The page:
Item description for A Midsummer Night's Dream (Arden Shakespeare: Second Series) by William Shakespeare...
The Arden Shakespeare is the established edition of Shakespeare's work. Justly celebrated for its authoritative scholarship and invaluable commentary, Arden guides you a richer understanding and appreciation of Shakespeare's plays. This edition of A Midsummer Nights Dream provides, a clear and authoritative text, detailed notes and commentary on the same page as the text, a full introduction discussing the critical and historical background to the play and appendices presenting sources and relevant extracts.
Promise Angels is dedicated to bringing you great books at great prices. Whether you read for entertainment, to learn, or for literacy - you will find what you want at promiseangels.com!
Est. Packaging Dimensions: Length: 0.75" Width: 5" Height: 7.5" Weight: 0.75 lbs.
Release Date Sep 6, 1979
ISBN 1903436605 ISBN13 9781903436608
Availability 24 units. Availability accurate as of Jan 23, 2017 08:29.
Usually ships within one to two business days from La Vergne, TN.
Orders shipping to an address other than a confirmed Credit Card / Paypal Billing address may incur and additional processing delay.
More About William Shakespeare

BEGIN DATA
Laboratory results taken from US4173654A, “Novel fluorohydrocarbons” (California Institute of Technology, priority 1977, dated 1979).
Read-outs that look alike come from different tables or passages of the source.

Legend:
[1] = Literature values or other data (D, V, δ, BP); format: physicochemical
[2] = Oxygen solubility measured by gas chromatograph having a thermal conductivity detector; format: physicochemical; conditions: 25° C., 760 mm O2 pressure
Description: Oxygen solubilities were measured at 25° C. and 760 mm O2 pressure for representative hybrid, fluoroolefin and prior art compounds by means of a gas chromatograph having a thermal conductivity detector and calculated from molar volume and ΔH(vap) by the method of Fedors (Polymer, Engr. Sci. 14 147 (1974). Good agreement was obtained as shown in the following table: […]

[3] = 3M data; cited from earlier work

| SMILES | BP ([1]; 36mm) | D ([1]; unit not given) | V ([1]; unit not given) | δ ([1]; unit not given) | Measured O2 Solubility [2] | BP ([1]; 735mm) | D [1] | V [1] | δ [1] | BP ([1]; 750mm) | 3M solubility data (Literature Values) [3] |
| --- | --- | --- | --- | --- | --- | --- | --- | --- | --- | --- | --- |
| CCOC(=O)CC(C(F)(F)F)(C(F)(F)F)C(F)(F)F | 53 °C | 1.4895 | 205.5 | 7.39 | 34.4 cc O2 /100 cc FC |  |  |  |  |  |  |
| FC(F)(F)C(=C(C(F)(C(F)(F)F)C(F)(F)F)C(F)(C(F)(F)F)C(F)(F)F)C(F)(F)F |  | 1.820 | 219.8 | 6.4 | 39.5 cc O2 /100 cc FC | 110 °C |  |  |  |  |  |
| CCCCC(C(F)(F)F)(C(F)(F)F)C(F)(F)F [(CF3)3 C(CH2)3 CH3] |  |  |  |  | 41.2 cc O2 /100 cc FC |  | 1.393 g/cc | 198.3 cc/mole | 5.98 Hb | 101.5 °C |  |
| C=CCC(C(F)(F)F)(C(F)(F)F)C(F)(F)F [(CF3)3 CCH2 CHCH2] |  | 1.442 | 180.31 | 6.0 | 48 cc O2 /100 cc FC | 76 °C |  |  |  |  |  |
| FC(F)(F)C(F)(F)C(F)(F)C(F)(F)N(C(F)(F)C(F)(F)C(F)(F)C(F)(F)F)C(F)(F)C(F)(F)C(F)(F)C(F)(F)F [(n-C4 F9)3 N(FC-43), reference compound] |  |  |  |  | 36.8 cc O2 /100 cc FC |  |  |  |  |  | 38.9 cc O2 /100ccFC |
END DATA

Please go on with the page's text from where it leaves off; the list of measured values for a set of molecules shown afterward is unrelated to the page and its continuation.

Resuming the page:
William Shakespeare was born in Stratford-upon-Avon in April 1564, and his birth is traditionally celebrated on April 23. The facts of his life, known from surviving documents, are sparse. He was one of eight children born to John Shakespeare, a merchant of some standing in his community. William probably went to the King s New School in Stratford, but he had no university education. In November 1582, at the age of eighteen, he married Anne Hathaway, eight years his senior, who was pregnant with their first child, Susanna. She was born on May 26, 1583. Twins, a boy, Hamnet ( who would die at age eleven), and a girl, Judith, were born in 1585. By 1592 Shakespeare had gone to London working as an actor and already known as a playwright. A rival dramatist, Robert Greene, referred to him as an upstart crow, beautified with our feathers. Shakespeare became a principal shareholder and playwright of the successful acting troupe, the Lord Chamberlain s Men (later under James I, called the King s Men). In 1599 the Lord Chamberlain s Men built and occupied the Globe Theater in Southwark near the Thames River. Here many of Shakespeare s plays were performed by the most famous actors of his time, including Richard Burbage, Will Kempe, and Robert Armin. In addition to his 37 plays, Shakespeare had a hand in others, including Sir Thomas More and The Two Noble Kinsmen, and he wrote poems, including Venus and Adonis and The Rape of Lucrece. His 154 sonnets were published, probably without his authorization, in 1609. In 1611 or 1612 he gave up his lodgings in London and devoted more and more time to retirement in Stratford, though he continued writing such plays as The Tempest and Henry VII until about 1613. He died on April 23 1616, and was buried in Holy Trinity Church, Stratford. No collected edition of his plays was published during his life-time, but in 1623 two members of his acting company, John Heminges and Henry Condell, put together the great collection now called the First Folio."